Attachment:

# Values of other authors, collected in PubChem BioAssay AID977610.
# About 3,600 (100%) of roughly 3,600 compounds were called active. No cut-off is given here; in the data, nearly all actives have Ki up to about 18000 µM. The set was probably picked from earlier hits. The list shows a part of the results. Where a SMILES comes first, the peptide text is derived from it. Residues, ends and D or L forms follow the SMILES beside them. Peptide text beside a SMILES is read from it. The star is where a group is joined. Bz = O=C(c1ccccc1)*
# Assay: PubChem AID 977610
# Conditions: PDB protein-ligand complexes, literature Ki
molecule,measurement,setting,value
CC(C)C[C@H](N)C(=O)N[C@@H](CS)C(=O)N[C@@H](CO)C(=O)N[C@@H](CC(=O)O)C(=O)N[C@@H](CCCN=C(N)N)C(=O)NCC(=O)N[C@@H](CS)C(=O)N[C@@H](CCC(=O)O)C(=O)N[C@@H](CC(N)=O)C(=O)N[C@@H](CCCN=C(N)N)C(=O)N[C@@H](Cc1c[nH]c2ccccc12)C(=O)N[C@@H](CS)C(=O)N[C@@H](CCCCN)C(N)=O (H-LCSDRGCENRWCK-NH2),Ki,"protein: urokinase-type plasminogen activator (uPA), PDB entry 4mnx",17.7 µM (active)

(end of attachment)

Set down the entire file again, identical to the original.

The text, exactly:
# Values of other authors, collected in PubChem BioAssay AID977610.
# About 3,600 (100%) of roughly 3,600 compounds were called active. No cut-off is given here; in the data, nearly all actives have Ki up to about 18000 µM. The set was probably picked from earlier hits. The list shows a part of the results. Where a SMILES comes first, the peptide text is derived from it. Residues, ends and D or L forms follow the SMILES beside them. Peptide text beside a SMILES is read from it. The star is where a group is joined. Bz = O=C(c1ccccc1)*
# Assay: PubChem AID 977610
# Conditions: PDB protein-ligand complexes, literature Ki
molecule,measurement,setting,value
CC(C)C[C@H](N)C(=O)N[C@@H](CS)C(=O)N[C@@H](CO)C(=O)N[C@@H](CC(=O)O)C(=O)N[C@@H](CCCN=C(N)N)C(=O)NCC(=O)N[C@@H](CS)C(=O)N[C@@H](CCC(=O)O)C(=O)N[C@@H](CC(N)=O)C(=O)N[C@@H](CCCN=C(N)N)C(=O)N[C@@H](Cc1c[nH]c2ccccc12)C(=O)N[C@@H](CS)C(=O)N[C@@H](CCCCN)C(N)=O (H-LCSDRGCENRWCK-NH2),Ki,"protein: urokinase-type plasminogen activator (uPA), PDB entry 4mnx",17.7 µM (active)